Da Ottobre 2013 ad Aprile 2014, la pioggia ha dato solo tre settimane di tregua a Dicembre. Da fine Aprile, caldo torrido, quasi violento e le terre argillose cotte come terracotta. Nonostante il caldo, l’aria era umida a causa delle abbondanti precipitazioni invernali. Da fine Giugno sono riprese abbondanti precipitazioni con temperature decisamente basse. Luglio e Agosto freddi e umidi, grande pressione delle malattie e, a causa delle basse temperature un elevata presenza di Drosophila suzukii, un moscerino devastante per l’uva specialmente in prossimità della raccolta. A Settembre il tempo migliorava sensibilmente terminando con uno slancio di calore e sereno. In sintesi,  il bianco ha un acidità molto marcata e presente, basso grado alcolico ma discreto volume al palato, quantità in linea con le scorse annate. Palistorti rosso ne abbiamo prodotto la metà, sia a causa della drosophila che,  della rigorosa selezione. Vino fine e fresco simile al 2010. Per il Tenuta di Valgiano, un ulteriore prova che un grande terroir riesce a compensare gli estremi con naturalezza. Quantità minore del 5%, vino molto fine, con profondità e grande equilibrio. I vini stanno terminando la malolattica e si profilano delicati ma profondi.

2013

A rainy and cold winter, at least a decent supply of water was secured, after the draught of 2012.
Budding only started at the end of the first April decade, and the vegetation proceeded slowly
during a spring which is characterised by low temperatures and abundant rainfall, a common denominator for the last five years.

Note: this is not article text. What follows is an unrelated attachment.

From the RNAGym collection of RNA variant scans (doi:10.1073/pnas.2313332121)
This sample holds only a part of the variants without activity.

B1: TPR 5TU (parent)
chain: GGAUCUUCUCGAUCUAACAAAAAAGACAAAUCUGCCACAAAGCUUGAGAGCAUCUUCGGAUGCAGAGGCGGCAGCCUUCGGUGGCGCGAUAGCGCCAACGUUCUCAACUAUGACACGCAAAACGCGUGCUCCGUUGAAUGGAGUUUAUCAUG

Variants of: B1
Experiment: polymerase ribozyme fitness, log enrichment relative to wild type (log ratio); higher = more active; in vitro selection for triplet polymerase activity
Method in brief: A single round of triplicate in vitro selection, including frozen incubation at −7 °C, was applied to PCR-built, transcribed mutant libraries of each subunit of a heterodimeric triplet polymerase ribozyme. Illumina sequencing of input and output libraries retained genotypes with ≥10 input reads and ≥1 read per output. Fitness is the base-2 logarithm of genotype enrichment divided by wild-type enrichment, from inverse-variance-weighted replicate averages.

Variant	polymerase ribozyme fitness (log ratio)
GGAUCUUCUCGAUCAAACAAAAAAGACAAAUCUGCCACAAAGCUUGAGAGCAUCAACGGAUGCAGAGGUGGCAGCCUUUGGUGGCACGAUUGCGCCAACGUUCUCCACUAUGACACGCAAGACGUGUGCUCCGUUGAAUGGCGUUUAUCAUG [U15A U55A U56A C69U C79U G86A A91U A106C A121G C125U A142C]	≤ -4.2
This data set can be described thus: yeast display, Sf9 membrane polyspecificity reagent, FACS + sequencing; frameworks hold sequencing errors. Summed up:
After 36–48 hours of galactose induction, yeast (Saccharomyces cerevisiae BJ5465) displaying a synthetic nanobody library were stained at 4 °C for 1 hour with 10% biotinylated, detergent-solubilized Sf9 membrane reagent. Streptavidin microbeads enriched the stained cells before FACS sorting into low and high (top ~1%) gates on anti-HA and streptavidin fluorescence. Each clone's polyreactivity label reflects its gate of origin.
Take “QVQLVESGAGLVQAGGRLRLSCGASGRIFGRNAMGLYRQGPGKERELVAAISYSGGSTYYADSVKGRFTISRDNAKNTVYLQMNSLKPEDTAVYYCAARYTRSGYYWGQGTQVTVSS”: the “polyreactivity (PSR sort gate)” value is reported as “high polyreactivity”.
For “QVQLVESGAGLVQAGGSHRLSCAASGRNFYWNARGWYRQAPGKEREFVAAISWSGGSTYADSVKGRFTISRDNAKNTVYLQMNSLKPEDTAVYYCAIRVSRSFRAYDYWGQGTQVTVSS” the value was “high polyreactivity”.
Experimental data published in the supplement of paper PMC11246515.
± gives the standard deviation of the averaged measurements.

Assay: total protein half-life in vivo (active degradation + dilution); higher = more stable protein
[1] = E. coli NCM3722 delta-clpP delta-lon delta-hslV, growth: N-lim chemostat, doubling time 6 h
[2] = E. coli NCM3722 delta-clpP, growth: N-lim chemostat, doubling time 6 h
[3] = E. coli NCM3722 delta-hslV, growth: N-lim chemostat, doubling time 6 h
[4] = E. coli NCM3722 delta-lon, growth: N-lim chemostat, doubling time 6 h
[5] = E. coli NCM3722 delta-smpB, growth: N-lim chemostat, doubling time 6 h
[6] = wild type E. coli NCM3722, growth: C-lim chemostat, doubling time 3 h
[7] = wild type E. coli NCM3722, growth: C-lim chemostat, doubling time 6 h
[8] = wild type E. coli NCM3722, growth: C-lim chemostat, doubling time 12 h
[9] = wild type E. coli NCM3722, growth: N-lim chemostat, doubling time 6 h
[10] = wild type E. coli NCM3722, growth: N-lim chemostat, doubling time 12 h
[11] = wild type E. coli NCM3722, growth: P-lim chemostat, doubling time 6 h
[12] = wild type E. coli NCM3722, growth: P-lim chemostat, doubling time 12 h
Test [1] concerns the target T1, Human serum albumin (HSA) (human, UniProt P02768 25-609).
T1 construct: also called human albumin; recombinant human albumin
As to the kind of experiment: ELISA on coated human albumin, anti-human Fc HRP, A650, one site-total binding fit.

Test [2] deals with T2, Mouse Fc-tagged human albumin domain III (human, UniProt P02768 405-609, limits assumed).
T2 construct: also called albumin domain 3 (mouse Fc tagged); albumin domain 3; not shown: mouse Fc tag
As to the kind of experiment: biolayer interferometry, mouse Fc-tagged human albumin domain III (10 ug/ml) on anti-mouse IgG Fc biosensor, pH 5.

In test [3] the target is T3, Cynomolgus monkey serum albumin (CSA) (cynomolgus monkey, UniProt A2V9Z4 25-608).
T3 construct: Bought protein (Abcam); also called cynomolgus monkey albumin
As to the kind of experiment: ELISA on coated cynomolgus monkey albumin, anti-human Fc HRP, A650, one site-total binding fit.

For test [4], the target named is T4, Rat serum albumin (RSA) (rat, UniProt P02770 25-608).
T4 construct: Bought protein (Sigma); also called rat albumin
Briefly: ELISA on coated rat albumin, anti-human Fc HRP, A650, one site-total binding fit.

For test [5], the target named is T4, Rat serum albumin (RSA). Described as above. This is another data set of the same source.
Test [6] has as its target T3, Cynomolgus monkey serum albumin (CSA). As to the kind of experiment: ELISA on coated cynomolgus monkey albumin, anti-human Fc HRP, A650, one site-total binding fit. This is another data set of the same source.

Finally June and July carried along the real summer, vines were slow to flower, towards the beginning of June, then, the vegetation catched up rapidly.
Many days went over 30 degrees, though it was never torrid, with remarkable nocturnal thermic excursion, down to 15 degrees.
Mid September brought abundant showers, separating remarkably the precocious grapes – ripe, picked and fermented in the still hot summer climate – from the late ripening varieties slowed down by a precocious fresh autumn.
Wines are fresh with clear structure, characteristics unseen since the end of the Nineties.

2012

Spring slowly turned into a “summery” April and a definitely hot and dry year. Flowers began to blossom on June 14th, aided by sunny and slightly humid weather. A brief cooling of temperatures in July and then on to a sweltering second half of August – a period enveloped by the breath of the desert, a hot and extremely dry sirocco wind. Precocious varieties suddenly became ripe and had to be picked fast: On September 5th, 130 ml of rain are welcome and slow down Nature’s rithm. An abundant harvest finished in less than 4 weeks; three treatments based on 501 (silica) helped the vines withstand the stress from the heat. Impressive colours, very ripe tannins and, luckily, good acidity. Mellow, dense, enveloping wines. Yields between 0.7 and 1.8 kg.

2011

Already the year 2008 had changed our habits with a rainy spring. May 2009 had been equally rainy. But the year 2010 has beaten all records. Somehow, we managed ok till the end being able to take all the grapes into the cellar. And, as it happened in 2005, the wine improves in the cellar and turns out superior to our expectations. The benefits from biodynamic agriculture, properly applied, are more and more evident and they fill with enthusiasm the people who use it.This method has unquestionable scientific basis, at least for those that don’t refuse to see them, that stimulate the capacity of observation and bring long term great benefits; to the vineyard, to the wine, to the environment and to people’s pleasure and health.

2010